Kovir and Poviss

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Icon disambig.svg This article is about the article about the kingdom. For the book in The Witcher 3, see Kovir and Poviss (book).
Kingdom of Kovir and Poviss
Flag of the Kingdom coat of arms in use since Baldwin Thyssen's reign
Flag Coat of Arms
Official language
Common Speech
Capital
Pont Vanis (summer capital)
Lan Exeter (winter capital)
Demonym
Koviri • Povissite
Form of government
Monarchy
Status
real union of Kovir, Poviss and minor countries
Head of State
King Rhyd of Poviss and King Idi of Kovir (until Eternal Flame short story)
King Esterad Thyssen (since the events of Eternal Flame)
King Tankred Thyssen (in The Witcher 3)
Currency
Bezant
(in Aedd Gynvael: mark)
Geographical position
Places Kovir.png
Detail of the The Witcher map

The realm of Kovir and Poviss is a Northern Kingdom located on the Gulf of Praxeda. It is the largest exporter of mineral resources in the known world, reaping huge profits from commercial trade. It is ruled by King Esterad Thyssen of the House of Thyssen and maintained political neutrality during the Nilfgaard Wars.

For many years, the kingdom was the butt of jokes among its southern neighbours. But those neighbouring nations eventually found to their dismay that Kovir was not the backwater they took it to be and had built itself into a nation to be reckoned with by welcoming the many disaffected scholars, soldiers and business men who sought a new, and better life to the north. People of Kovir derives from outlaws, risk-averse merchants, geologists, miners and underestimated scientists and technicians who believed in the possibility of building a machine of their own invention. They gravitated to Kovir for some assurance of autonomy from the larger kingdoms to the south who coveted their resources.

Because it is so mountainous, the region is rich in mines. Kovir and Poviss export glass, salt, iron ore, silver, nickel, lead, tin, zinc, copper, chromium, titanium, tungsten and platinum. Not to mention three quarters of the world's ferroaurum, kryobelitium and dimeritium and 80% of the world's gold.

National emblems[edit | edit source]

Heraldry[edit | edit source]

House of Trojden coat of arms Coat of arms during the reign of House of Trojden Coat of arms during the reign of House of Thyssen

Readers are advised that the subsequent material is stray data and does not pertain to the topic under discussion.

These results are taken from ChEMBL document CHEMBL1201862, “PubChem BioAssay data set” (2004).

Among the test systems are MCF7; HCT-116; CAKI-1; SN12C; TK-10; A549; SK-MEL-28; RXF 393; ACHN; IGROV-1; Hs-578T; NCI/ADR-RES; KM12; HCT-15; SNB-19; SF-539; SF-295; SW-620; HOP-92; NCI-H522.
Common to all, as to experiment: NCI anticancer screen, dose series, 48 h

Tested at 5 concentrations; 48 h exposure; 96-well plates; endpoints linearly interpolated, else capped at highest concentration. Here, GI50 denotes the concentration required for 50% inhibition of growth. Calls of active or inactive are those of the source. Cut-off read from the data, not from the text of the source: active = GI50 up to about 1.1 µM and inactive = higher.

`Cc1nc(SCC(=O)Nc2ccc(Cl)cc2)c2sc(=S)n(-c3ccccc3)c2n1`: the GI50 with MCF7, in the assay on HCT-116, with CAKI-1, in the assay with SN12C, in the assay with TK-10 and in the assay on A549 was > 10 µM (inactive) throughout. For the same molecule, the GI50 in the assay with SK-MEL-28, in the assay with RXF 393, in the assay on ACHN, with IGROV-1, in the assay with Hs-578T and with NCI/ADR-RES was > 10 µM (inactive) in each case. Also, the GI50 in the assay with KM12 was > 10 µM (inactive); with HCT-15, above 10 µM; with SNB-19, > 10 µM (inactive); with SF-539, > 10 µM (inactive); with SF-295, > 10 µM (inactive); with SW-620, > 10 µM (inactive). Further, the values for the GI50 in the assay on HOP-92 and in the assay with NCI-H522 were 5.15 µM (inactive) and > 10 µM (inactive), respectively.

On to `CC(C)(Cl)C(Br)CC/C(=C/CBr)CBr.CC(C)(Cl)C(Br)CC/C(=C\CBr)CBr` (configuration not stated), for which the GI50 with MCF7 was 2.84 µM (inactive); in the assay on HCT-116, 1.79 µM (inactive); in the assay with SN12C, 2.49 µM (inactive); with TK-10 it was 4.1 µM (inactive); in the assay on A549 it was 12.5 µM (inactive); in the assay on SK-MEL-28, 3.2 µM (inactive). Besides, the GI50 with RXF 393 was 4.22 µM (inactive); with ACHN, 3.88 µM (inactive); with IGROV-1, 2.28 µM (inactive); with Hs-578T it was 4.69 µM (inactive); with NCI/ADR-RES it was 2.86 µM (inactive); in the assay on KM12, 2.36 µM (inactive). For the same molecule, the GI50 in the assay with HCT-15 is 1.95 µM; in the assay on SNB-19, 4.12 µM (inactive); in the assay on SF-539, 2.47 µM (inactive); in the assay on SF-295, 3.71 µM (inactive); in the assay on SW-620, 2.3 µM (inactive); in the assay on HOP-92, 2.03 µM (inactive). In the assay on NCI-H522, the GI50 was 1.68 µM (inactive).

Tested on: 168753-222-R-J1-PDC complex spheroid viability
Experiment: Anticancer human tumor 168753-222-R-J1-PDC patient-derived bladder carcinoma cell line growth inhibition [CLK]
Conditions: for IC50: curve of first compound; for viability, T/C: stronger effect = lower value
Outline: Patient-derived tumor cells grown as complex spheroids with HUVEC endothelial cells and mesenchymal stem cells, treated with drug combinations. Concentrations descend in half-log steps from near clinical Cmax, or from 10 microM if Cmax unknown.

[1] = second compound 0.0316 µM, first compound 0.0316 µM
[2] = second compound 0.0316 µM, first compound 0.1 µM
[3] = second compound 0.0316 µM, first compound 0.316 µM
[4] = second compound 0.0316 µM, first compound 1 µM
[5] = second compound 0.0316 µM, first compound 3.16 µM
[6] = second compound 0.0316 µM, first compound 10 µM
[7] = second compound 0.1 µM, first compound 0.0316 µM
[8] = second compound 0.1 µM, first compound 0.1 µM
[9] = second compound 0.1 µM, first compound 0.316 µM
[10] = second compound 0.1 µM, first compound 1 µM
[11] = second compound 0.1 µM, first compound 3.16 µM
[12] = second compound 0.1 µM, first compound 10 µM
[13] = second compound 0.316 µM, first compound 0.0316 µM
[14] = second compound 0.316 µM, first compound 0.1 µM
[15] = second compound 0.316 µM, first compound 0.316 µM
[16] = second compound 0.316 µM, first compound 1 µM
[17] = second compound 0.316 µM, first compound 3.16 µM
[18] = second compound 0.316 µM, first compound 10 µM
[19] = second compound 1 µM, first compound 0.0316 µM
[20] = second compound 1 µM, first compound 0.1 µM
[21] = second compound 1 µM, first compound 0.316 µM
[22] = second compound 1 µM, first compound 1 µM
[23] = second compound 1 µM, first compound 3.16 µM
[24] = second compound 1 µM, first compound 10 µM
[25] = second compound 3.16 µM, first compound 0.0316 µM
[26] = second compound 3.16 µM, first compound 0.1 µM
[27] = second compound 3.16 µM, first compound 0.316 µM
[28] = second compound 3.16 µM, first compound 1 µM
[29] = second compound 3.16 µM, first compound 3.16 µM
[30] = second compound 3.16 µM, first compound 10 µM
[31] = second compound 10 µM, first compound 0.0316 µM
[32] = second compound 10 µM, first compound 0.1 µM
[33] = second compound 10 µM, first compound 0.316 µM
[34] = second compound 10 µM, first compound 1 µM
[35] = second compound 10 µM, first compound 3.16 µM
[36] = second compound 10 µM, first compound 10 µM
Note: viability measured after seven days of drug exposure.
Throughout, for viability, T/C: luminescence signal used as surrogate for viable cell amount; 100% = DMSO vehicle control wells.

The above coats of arms were inspired by the work of our resident heraldry and Witcher expert, Mboro, based on the description in the official site of Andrzej Sapkowski. There is also a unofficial Czech concept of the Kovir coat of arms.

Flag[edit | edit source]

Flag of the Union Flag of the ruling dynasty

The first one is a flag of the Kingdom, based on an image from Wiedźmin: Gra Wyobraźni while the second one is a flag of the currently ruling dynasty.

Rulers[edit | edit source]

Regions[edit | edit source]

Cities and keeps[edit | edit source]

In The Witcher 3: Wild Hunt[edit | edit source]

Kovir and Poviss entry[edit | edit source]

Kovir and Poviss are without a doubt the richest realms in the North. Few today remember that this was not always the case, yet their poverty was once literally on everyone's lips, in the form of now-antiquated common sayings. As recently as the days of Heribert the Quarrelsome, one spoke of a particularly impoverished person as being "poorer than a mouse from Poviss," called bone broth "Koviri delight" and referred to beggars as "praxedes," after the bay along the shores of which these kingdoms lie.
Similarly, few remember that a mere handful of generations ago Kovir and Poviss were still part of Redania. King Radovid I, known as Radovid the Great, handed dominion over them to his hated brother, Troyden, with one stipulation – that he never leave his newly-acquired demesne and not interfere in matters of state.
Handing over this rocky scrap of far-northern ground (where, the saying went, the year had two seasons – August and winter) was naturally meant as a cruel joke, a slap in the face for the over-ambition Troyden.
Yet time soon proved that Radovid the Great had made a grave error. Before long it was discovered that Kovir's bare rocks hid priceless treasure in the form of enormous deposits of precious metals and rock salt. This discovery in turn led to tremendous growth in productive industry. Mills, forges and workshops sprouted up like mushrooms after a hearty rain.
Radovid III decided to correct his famous forebear's mistake and take back the northern frontiers of his kingdom. He was convinced the combined armies of Redania and its then-ally Kaedwen would quickly bring this ever more audacious vassal in line. History took a different turn, however, and Kovir won a resounding , crushing victory. Radovid III was forced to sign the First Treaty of Lan Exeter, granting Kovir independence while binding it to eternal neutrality – a promise Troyden's successors have kept with great diligence.
Until recently Kovir was ruled by Esterad Thyssen, a king as wise as he was greedy. Yet his untimely demise did not stop his lands from continuing to develop and blossom. Koviri metallurgists proudly compete with the best Mahakam can offer, and many believe the University of Lan Exeter long ago surpassed the famous Oxenfurt Academy as the leading seat of higher learning in the North. And so it has come to pass that, over the course of a few generations, the inhabitants of Kovir and Poviss have turned from paupers into princes, from beggars into bankers.

Notes[edit | edit source]

  • Kovir and Poviss are portrayed rather inaccurately in regards to borders in the map made for The Witcher 2: Assassins of Kings. Strangely, the two are portrayed as separate entities, with Talgar and Velhad portrayed as kingdoms in their own right as well.